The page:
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Aaron Rodgers says he's unvaccinated, takes ivermectin and bashes 'woke mob'

"I believe strongly in bodily autonomy and ability to make choices for your body," the embattled Green Bay Packers quarterback said.
/ Source: NBC News

Embattled Green Bay Packers quarterback Aaron Rodgers confirmed on Friday he's unvaccinated, claiming he's allergic to COVID-19 vaccines, has taken ivermectin and accused the "woke mob" of allegedly trying to "cancel" him.

Rogers, who tested positive for COVID-19 and won't play in his team's game Sunday against the Kansas City Chiefs, has come under fire for not getting vaccinated.

"Look, I'm not, you know, some sort of anti-vax flat-earther. I am somebody who is a critical thinker," the Green Bay signal caller told "The Pat McAfee Show" on Sirius XM.

"I believe strongly in bodily autonomy and ability to make choices for your body: Not have to acquiesce to some woke culture or crazed group of individuals who say you have to do something. Health is not a one-size-fits-all for everybody."

Rodgers said he has received monoclonal antibodies and taken ivermectin — and thanked podcast host Joe Rogan, who has come under fire for his advocacy of discredited COVID-19 treatments.

“I consulted with a now good friend of mine Joe Rogan, after he got COVID, and I’ve been doing a lot of stuff that he recommended," Rodgers said.

Ivermectin, a drug generally used to deworm animals, has become a popular but unproven medication to treat COVID-19 among some who oppose vaccinations. The FDA has not authorized or approved ivermectin for use in preventing or treating COVID in humans and has warned against taking the veterinary form of the drug.

Rodgers didn't reveal how he gained access to ivermectin or monoclonal antibodies, which is set aside for people at highest risk of severe COVID-19.

The quarterback said he has an "allergy to an ingredient that's in the mRNA vaccines" that are made by Pfizer-BioNTech and Moderna.

The quarterback didn't immediately detail the allergy that blocks him from both the Pfizer and the Moderna vaccines. He also said he feared possible adverse effects from the Johnson & Johnson vaccine.

The number of people who have had anaphylactic reactions to COVID vaccines is very small, about 2 to 5 cases per million doses, said Dr. Niraj Patel of Atlanta, chair of the American College of Allergy, Asthma and Immunology’s COVID-19 Vaccine Task Force.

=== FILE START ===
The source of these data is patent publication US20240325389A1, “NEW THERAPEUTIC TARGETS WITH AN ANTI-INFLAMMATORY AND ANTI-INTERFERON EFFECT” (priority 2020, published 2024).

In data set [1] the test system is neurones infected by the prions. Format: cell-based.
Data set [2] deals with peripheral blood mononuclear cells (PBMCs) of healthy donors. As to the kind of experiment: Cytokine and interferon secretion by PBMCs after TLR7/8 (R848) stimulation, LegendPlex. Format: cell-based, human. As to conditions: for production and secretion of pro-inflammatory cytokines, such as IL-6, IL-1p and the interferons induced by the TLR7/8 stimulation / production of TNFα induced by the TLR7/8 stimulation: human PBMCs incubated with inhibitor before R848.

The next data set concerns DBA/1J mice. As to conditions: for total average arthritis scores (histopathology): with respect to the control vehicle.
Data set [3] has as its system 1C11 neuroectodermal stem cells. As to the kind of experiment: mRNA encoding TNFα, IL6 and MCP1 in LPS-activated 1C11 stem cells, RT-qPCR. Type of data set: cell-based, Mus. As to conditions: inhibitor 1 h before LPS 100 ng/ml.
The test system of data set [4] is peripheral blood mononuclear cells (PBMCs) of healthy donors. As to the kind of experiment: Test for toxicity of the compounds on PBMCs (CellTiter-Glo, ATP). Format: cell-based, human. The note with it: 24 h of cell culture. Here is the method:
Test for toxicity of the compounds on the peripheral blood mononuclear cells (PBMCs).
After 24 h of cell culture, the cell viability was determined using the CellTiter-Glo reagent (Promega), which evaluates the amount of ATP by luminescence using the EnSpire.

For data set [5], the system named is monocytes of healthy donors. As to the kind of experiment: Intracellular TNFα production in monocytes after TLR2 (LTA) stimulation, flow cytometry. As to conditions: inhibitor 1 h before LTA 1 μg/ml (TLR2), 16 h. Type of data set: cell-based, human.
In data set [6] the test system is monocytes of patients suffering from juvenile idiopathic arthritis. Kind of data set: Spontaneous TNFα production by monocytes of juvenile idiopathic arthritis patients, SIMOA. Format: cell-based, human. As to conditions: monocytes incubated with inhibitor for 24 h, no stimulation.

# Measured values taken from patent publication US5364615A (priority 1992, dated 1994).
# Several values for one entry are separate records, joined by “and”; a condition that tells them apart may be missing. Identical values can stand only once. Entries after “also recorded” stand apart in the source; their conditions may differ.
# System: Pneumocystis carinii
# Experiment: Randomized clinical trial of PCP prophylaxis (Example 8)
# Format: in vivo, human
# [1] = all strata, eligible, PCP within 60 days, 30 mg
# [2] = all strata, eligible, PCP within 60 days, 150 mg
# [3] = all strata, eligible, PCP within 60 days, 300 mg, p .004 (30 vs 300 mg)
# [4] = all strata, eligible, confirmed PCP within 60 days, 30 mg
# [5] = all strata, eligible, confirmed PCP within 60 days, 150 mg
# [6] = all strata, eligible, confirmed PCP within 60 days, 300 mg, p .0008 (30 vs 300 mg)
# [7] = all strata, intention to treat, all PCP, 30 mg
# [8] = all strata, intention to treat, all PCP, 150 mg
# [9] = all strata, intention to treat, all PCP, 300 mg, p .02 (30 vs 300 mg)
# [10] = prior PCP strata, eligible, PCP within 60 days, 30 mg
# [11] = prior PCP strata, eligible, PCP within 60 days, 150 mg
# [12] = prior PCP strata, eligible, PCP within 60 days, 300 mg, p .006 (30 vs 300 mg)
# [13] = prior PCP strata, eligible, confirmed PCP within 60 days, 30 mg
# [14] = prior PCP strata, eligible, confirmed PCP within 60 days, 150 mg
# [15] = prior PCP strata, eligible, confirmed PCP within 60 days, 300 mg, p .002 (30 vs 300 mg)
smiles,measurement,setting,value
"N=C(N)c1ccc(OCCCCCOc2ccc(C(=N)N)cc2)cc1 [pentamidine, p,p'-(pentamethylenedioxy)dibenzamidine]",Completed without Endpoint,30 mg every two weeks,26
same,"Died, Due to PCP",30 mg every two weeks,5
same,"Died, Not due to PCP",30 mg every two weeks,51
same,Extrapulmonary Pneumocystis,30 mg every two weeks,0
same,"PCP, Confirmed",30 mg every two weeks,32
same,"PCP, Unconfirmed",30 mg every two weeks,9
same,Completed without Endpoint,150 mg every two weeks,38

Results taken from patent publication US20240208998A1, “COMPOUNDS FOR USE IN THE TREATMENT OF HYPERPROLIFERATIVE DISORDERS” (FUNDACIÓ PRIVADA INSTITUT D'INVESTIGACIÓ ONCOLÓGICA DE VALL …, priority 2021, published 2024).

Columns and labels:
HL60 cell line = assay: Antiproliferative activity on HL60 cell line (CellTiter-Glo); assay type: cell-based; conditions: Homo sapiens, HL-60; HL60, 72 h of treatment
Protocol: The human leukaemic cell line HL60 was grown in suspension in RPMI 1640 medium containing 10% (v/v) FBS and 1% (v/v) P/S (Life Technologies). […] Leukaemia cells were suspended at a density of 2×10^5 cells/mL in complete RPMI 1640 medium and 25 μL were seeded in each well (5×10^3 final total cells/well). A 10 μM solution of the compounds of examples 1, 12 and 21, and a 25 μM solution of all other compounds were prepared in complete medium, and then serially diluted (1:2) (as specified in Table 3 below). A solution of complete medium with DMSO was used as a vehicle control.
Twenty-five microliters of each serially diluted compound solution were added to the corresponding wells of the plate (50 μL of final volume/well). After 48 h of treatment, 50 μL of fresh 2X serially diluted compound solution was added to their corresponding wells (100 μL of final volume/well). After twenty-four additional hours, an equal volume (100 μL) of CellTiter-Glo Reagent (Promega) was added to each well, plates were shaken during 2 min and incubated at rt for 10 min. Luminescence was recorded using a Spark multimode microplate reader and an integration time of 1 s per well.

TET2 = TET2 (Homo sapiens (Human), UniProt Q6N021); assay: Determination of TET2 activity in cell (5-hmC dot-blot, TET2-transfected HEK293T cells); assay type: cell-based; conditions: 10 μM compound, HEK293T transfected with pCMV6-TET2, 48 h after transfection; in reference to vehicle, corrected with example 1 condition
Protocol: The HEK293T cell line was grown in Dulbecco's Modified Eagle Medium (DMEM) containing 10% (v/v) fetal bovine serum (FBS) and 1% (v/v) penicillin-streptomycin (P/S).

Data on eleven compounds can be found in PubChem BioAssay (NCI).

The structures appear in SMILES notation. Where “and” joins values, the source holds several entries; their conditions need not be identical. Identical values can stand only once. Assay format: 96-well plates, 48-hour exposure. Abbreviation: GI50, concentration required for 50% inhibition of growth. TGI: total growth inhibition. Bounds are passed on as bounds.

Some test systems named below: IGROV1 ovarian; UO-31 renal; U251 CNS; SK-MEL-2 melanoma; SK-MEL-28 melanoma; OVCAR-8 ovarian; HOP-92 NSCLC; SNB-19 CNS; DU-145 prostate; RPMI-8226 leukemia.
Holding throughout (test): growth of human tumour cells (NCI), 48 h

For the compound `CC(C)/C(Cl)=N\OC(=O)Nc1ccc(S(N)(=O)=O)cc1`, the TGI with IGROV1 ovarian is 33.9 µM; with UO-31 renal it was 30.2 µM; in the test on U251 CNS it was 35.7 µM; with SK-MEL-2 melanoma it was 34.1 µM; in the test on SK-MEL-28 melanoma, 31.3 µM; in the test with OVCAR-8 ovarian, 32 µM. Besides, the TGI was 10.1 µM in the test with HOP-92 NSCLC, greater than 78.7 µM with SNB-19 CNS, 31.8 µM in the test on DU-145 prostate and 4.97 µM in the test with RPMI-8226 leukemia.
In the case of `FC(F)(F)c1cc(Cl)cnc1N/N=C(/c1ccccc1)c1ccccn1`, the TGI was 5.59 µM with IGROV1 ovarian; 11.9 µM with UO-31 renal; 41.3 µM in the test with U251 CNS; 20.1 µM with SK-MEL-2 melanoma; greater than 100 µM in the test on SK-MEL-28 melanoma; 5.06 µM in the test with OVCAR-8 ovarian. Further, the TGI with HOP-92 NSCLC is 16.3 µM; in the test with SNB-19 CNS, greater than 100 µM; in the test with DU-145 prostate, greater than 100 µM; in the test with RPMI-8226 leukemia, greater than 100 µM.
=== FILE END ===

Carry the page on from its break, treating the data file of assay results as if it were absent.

“Putting this into perspective, you’re as likely to get struck by lightning as you are to have an allergic reaction to a COVID vaccine,” he said.

Before the season started, Rodgers was asked if he had been vaccinated and the quarterback said he had been "immunized." In the same answer, he said of unvaccinated players, "I’m not gonna judge those guys," seemingly implying he had gotten the jab.

Rodgers on Friday insisted he wasn't lying in that pre-season answer, but conceded he didn't want to answer any more questions about vaccination.

"I wanted it to go away," Rodgers admitted. "Everyone on the squad knew I was not vaccinated. Everyone in the organization knew I wasn’t vaccinated. I wasn’t hiding from anybody. I was trying to minimize and mitigate having this conversation going on and on.”

He invoked the memory of Martin Luther King, claiming the slain civil rights leader would have agreed that he had a "moral obligation to object to unjust rules and rules that make no sense."

The NFL is investigating the Packers and Rodgers for possibly breaking COVID safety protocols.

Rodgers thanked the hosts of the sports talk show for allowing him to speak at length Friday.

"I realize I'm in the crosshairs of the woke mob right now," Rogers said. "So before my final nail gets put in my cancel culture casket, I think I'd like to set the record straight on so many of the blatant lies.”

His absence Sunday in Kansas City could have a huge impact on a game between the Chiefs, fighting for their playoff lives, and Packers, in the running for a No. 1 seed. Kansas City opened the week as a 1-point favorite, but after Rodgers was ruled out, oddsmakers put the Chiefs as 7.5-point picks.

Rodgers could be back on the field in time for Green Bay's Nov. 14 game against the Seattle Seahawks.

Packers coach Matt LaFleur on Friday declined to discuss Rodgers' interview and insisted he's not familiar with ivermectin: “I don’t even know what that word or term is."

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